I’ve been extremely fortunate to have some great performances of this piece, and I’ve been excited about all of them, but there’s something amazing about hearing a group of high school kids — we’re talking 14-18 year olds — play something so difficult, and actually play it. It’s not like “oh, that’s kind of how it goes.” They were actually playing Redline Tango.

    These kids — and Steve Andre — have blown me away. And I’m a cynical New Yorker who hates everything.

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    February 3, 2005

    Making the Cut

    I’m about half done with the orchestration on “Lone Star Polka.” I cut a big chunk out last night, and now I can’t tell if I made it a little too short. The piece was in a big A-B-A form — actually, sonata form, according to Newman — but now that I’ve cut so much from the end, the last “A” section is more of a coda. I’ve listened to it so many times both ways that it’s become the equivalent of repeating a word over and over again — it ends up sounding like gibberish both ways.

    The “A” section has two main tunes — an A and a B, we’ll call them. In the original version, the recap at the end presented the mini A-B-A one last time. (He was right. It really was Sonata Form.) In the edit, B is gone, so now it’s basically just A-A!!!! (That’s me shouting “A” one last time.) The new version has a lot more joementum, but I’m hoping it’s not too abrupt.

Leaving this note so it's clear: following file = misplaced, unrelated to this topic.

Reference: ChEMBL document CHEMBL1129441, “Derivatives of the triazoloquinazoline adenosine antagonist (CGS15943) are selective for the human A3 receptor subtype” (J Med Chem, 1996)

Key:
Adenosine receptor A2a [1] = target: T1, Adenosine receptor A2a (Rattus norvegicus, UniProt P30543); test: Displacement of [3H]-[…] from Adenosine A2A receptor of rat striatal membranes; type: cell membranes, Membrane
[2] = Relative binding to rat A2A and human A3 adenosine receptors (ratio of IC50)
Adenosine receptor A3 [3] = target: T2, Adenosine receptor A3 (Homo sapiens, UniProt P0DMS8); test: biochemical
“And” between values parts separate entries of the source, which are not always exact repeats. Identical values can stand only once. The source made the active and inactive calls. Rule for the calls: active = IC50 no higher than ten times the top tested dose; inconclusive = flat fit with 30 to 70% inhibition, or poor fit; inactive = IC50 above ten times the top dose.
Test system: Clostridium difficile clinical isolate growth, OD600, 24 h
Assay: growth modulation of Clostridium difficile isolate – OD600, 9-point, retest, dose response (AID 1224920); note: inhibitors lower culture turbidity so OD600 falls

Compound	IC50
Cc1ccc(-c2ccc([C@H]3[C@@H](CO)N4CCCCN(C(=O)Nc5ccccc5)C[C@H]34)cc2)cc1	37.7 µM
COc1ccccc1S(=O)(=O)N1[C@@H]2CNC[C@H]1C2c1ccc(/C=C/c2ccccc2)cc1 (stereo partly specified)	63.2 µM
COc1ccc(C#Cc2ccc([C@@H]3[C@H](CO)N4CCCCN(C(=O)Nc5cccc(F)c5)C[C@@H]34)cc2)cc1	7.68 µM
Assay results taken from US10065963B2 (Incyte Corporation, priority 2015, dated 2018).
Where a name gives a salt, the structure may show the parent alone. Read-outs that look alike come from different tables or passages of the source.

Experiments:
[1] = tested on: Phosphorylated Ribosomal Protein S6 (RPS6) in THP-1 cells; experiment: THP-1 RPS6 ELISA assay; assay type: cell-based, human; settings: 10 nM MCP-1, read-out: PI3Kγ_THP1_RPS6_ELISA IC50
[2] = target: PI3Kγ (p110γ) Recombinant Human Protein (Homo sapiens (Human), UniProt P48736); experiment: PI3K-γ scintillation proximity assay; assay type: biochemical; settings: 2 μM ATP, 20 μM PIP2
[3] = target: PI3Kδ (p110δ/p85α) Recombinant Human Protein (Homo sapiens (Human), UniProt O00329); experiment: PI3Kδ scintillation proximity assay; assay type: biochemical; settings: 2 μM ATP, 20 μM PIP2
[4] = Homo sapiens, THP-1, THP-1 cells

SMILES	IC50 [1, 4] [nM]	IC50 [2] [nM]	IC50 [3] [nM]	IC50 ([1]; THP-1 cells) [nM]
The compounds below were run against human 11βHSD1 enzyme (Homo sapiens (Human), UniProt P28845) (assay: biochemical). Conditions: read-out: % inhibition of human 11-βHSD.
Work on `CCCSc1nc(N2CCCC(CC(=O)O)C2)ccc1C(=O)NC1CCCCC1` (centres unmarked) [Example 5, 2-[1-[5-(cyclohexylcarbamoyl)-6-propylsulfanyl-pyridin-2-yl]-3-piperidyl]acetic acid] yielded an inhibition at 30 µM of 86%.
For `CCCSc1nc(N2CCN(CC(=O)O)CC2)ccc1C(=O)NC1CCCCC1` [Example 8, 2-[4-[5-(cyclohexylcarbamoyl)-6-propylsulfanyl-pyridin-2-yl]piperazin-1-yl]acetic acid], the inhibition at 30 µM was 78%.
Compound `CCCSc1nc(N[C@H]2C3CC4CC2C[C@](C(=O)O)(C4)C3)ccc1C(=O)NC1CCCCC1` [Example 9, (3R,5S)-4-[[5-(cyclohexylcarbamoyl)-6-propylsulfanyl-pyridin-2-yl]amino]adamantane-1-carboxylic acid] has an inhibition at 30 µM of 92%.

PalmOne is now selling the GSM Treo 650. Cingular has a good price, but you have to sign a 2-year contract, and Cingular’s data plans are way overpriced. They’re so expensive – starting at $40/month – that I’d lose the benefit of their cheaper phone in less than a year. I’m considering buying the full-priced, unlocked phone, just to stick with T-Mobile because they’re cheap, but I’m torn. Thoughts? Any Cingular users out there who love their service? I sure wish Verizon would start carrying good phones…

    Yesterday, I got a recording of the Eastman Wind Ensemble’s performance of “Redline Tango” from last week. Man. I expected them to sound good, but wow. Saying they’re a hell of an ensemble is quite an understatement.

    That’s all for now. I need to head to the park for my run before I end up just crashing on the sofa in front of the TV.